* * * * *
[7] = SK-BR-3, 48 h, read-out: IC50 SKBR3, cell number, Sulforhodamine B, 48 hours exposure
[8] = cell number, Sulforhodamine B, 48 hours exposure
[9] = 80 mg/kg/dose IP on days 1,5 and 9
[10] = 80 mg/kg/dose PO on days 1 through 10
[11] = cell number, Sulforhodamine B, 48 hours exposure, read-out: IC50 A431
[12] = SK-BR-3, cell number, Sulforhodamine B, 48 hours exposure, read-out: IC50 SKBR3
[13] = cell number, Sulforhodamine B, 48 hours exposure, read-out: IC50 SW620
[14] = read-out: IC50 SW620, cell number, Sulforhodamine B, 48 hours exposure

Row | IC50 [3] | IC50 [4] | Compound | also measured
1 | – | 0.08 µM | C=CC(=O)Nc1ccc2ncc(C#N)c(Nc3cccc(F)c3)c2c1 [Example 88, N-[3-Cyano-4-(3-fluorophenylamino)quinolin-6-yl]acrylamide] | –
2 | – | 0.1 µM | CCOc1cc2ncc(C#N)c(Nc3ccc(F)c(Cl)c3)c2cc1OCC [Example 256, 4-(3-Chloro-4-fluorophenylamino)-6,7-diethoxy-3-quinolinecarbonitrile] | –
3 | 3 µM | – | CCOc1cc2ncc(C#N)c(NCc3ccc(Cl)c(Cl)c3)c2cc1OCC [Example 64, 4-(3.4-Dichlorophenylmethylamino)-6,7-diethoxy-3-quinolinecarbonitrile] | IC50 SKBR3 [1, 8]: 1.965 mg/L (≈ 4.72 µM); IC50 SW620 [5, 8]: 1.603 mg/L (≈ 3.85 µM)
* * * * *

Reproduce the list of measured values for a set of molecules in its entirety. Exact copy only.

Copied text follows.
[7] = SK-BR-3, 48 h, read-out: IC50 SKBR3, cell number, Sulforhodamine B, 48 hours exposure
[8] = cell number, Sulforhodamine B, 48 hours exposure
[9] = 80 mg/kg/dose IP on days 1,5 and 9
[10] = 80 mg/kg/dose PO on days 1 through 10
[11] = cell number, Sulforhodamine B, 48 hours exposure, read-out: IC50 A431
[12] = SK-BR-3, cell number, Sulforhodamine B, 48 hours exposure, read-out: IC50 SKBR3
[13] = cell number, Sulforhodamine B, 48 hours exposure, read-out: IC50 SW620
[14] = read-out: IC50 SW620, cell number, Sulforhodamine B, 48 hours exposure

Row | IC50 [3] | IC50 [4] | Compound | also measured
1 | – | 0.08 µM | C=CC(=O)Nc1ccc2ncc(C#N)c(Nc3cccc(F)c3)c2c1 [Example 88, N-[3-Cyano-4-(3-fluorophenylamino)quinolin-6-yl]acrylamide] | –
2 | – | 0.1 µM | CCOc1cc2ncc(C#N)c(Nc3ccc(F)c(Cl)c3)c2cc1OCC [Example 256, 4-(3-Chloro-4-fluorophenylamino)-6,7-diethoxy-3-quinolinecarbonitrile] | –
3 | 3 µM | – | CCOc1cc2ncc(C#N)c(NCc3ccc(Cl)c(Cl)c3)c2cc1OCC [Example 64, 4-(3.4-Dichlorophenylmethylamino)-6,7-diethoxy-3-quinolinecarbonitrile] | IC50 SKBR3 [1, 8]: 1.965 mg/L (≈ 4.72 µM); IC50 SW620 [5, 8]: 1.603 mg/L (≈ 3.85 µM)